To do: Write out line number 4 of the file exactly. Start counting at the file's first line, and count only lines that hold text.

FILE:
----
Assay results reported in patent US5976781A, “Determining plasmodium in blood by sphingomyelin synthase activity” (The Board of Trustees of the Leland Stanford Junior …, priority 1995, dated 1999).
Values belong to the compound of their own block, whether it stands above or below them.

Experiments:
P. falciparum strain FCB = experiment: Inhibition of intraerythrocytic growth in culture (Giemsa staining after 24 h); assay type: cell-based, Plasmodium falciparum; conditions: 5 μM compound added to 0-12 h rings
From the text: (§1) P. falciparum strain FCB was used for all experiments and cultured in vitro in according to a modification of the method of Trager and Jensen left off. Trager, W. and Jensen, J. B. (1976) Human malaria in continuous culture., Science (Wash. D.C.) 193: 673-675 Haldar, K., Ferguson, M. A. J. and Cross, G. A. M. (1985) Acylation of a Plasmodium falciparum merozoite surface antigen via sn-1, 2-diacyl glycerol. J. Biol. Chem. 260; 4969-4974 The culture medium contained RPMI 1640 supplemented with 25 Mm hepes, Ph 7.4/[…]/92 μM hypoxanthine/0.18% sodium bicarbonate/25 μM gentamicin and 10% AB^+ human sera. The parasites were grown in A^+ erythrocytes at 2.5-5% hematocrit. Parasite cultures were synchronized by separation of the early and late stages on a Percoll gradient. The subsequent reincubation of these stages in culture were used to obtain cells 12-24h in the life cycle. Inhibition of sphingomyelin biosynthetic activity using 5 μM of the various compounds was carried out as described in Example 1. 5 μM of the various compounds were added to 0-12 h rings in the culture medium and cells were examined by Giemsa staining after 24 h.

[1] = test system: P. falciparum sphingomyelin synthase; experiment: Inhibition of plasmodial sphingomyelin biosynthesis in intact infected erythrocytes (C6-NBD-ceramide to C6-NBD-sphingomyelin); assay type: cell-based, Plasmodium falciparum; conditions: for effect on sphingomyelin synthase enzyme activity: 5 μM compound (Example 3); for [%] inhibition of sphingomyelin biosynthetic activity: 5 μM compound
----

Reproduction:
P. falciparum strain FCB = experiment: Inhibition of intraerythrocytic growth in culture (Giemsa staining after 24 h); assay type: cell-based, Plasmodium falciparum; conditions: 5 μM compound added to 0-12 h rings